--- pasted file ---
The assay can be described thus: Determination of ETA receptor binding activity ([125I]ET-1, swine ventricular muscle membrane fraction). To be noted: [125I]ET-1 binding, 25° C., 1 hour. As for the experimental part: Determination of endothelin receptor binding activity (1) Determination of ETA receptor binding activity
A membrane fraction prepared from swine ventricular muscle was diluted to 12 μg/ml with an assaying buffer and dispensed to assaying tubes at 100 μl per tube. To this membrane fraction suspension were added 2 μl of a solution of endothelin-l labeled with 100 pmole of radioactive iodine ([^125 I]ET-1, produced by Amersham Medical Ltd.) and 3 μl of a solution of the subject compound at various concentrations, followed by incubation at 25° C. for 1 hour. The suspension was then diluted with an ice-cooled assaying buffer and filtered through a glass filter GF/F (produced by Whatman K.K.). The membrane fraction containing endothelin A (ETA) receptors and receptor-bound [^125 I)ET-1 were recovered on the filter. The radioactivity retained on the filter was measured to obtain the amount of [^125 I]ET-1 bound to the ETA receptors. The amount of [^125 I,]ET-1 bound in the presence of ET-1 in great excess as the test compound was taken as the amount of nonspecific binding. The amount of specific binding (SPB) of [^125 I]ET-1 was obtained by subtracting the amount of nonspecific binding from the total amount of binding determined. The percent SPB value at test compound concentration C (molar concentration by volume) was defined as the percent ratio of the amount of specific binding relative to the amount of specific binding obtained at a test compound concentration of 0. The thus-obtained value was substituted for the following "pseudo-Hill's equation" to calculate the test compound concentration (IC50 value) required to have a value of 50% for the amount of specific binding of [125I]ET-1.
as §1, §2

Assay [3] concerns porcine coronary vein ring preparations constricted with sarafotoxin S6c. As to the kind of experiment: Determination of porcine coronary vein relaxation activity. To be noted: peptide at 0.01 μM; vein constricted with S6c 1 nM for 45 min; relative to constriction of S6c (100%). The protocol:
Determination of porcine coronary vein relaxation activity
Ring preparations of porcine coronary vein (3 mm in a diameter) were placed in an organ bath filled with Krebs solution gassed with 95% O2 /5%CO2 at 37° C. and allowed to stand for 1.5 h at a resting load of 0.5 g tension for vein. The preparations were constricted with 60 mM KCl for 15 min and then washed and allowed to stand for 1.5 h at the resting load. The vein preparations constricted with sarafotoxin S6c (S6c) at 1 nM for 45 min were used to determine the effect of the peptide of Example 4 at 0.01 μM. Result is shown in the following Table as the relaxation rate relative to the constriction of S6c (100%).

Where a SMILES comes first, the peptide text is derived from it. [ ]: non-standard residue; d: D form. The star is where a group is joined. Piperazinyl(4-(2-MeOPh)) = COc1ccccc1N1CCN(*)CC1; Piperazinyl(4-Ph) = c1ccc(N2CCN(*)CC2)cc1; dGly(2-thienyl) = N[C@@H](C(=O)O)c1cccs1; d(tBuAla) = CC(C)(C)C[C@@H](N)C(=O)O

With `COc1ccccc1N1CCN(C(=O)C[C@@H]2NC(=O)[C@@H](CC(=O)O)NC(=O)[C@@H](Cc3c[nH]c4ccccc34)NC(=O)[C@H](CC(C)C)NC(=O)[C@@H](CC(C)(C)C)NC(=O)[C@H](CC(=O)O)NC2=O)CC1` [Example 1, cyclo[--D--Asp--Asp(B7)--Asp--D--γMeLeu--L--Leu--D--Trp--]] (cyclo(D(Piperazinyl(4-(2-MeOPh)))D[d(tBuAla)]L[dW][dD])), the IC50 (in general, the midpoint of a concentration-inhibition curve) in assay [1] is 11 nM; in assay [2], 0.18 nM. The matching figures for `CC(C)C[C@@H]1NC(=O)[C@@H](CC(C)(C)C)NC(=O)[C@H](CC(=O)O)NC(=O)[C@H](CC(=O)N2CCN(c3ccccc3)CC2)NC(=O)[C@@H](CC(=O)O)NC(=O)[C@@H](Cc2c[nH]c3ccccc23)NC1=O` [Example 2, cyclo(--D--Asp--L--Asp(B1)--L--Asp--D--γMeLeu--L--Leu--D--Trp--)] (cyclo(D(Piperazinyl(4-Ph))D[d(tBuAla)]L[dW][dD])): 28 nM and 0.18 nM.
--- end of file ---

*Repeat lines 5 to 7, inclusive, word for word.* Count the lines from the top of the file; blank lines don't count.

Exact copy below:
Determination of porcine coronary vein relaxation activity
Ring preparations of porcine coronary vein (3 mm in a diameter) were placed in an organ bath filled with Krebs solution gassed with 95% O2 /5%CO2 at 37° C. and allowed to stand for 1.5 h at a resting load of 0.5 g tension for vein. The preparations were constricted with 60 mM KCl for 15 min and then washed and allowed to stand for 1.5 h at the resting load. The vein preparations constricted with sarafotoxin S6c (S6c) at 1 nM for 45 min were used to determine the effect of the peptide of Example 4 at 0.01 μM. Result is shown in the following Table as the relaxation rate relative to the constriction of S6c (100%).

Where a SMILES comes first, the peptide text is derived from it. [ ]: non-standard residue; d: D form. The star is where a group is joined. Piperazinyl(4-(2-MeOPh)) = COc1ccccc1N1CCN(*)CC1; Piperazinyl(4-Ph) = c1ccc(N2CCN(*)CC2)cc1; dGly(2-thienyl) = N[C@@H](C(=O)O)c1cccs1; d(tBuAla) = CC(C)(C)C[C@@H](N)C(=O)O